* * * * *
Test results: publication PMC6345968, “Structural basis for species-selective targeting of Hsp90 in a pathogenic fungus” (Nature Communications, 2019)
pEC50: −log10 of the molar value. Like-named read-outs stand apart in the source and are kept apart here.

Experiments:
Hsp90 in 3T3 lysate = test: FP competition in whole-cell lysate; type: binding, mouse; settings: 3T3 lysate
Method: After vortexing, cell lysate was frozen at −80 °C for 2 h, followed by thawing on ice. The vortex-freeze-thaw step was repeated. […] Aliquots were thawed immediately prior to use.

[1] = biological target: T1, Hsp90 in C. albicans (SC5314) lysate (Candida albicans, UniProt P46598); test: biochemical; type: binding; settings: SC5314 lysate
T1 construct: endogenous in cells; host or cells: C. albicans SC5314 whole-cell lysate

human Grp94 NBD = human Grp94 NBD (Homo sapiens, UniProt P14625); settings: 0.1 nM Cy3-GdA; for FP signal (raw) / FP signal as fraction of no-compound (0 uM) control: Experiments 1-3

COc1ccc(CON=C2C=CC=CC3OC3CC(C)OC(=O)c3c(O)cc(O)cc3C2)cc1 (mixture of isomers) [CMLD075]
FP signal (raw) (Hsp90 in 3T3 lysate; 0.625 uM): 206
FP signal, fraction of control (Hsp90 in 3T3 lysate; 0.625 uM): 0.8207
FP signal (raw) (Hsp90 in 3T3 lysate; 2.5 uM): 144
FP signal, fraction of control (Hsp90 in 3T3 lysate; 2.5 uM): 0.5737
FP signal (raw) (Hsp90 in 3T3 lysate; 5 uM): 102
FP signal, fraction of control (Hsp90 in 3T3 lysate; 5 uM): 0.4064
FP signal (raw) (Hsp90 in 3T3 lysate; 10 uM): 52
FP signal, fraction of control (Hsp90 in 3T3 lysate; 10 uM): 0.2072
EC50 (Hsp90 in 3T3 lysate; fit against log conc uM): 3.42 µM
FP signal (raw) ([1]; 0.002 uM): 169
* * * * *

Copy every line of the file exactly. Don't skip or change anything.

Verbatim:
Test results: publication PMC6345968, “Structural basis for species-selective targeting of Hsp90 in a pathogenic fungus” (Nature Communications, 2019)
pEC50: −log10 of the molar value. Like-named read-outs stand apart in the source and are kept apart here.

Experiments:
Hsp90 in 3T3 lysate = test: FP competition in whole-cell lysate; type: binding, mouse; settings: 3T3 lysate
Method: After vortexing, cell lysate was frozen at −80 °C for 2 h, followed by thawing on ice. The vortex-freeze-thaw step was repeated. […] Aliquots were thawed immediately prior to use.

[1] = biological target: T1, Hsp90 in C. albicans (SC5314) lysate (Candida albicans, UniProt P46598); test: biochemical; type: binding; settings: SC5314 lysate
T1 construct: endogenous in cells; host or cells: C. albicans SC5314 whole-cell lysate

human Grp94 NBD = human Grp94 NBD (Homo sapiens, UniProt P14625); settings: 0.1 nM Cy3-GdA; for FP signal (raw) / FP signal as fraction of no-compound (0 uM) control: Experiments 1-3

COc1ccc(CON=C2C=CC=CC3OC3CC(C)OC(=O)c3c(O)cc(O)cc3C2)cc1 (mixture of isomers) [CMLD075]
FP signal (raw) (Hsp90 in 3T3 lysate; 0.625 uM): 206
FP signal, fraction of control (Hsp90 in 3T3 lysate; 0.625 uM): 0.8207
FP signal (raw) (Hsp90 in 3T3 lysate; 2.5 uM): 144
FP signal, fraction of control (Hsp90 in 3T3 lysate; 2.5 uM): 0.5737
FP signal (raw) (Hsp90 in 3T3 lysate; 5 uM): 102
FP signal, fraction of control (Hsp90 in 3T3 lysate; 5 uM): 0.4064
FP signal (raw) (Hsp90 in 3T3 lysate; 10 uM): 52
FP signal, fraction of control (Hsp90 in 3T3 lysate; 10 uM): 0.2072
EC50 (Hsp90 in 3T3 lysate; fit against log conc uM): 3.42 µM
FP signal (raw) ([1]; 0.002 uM): 169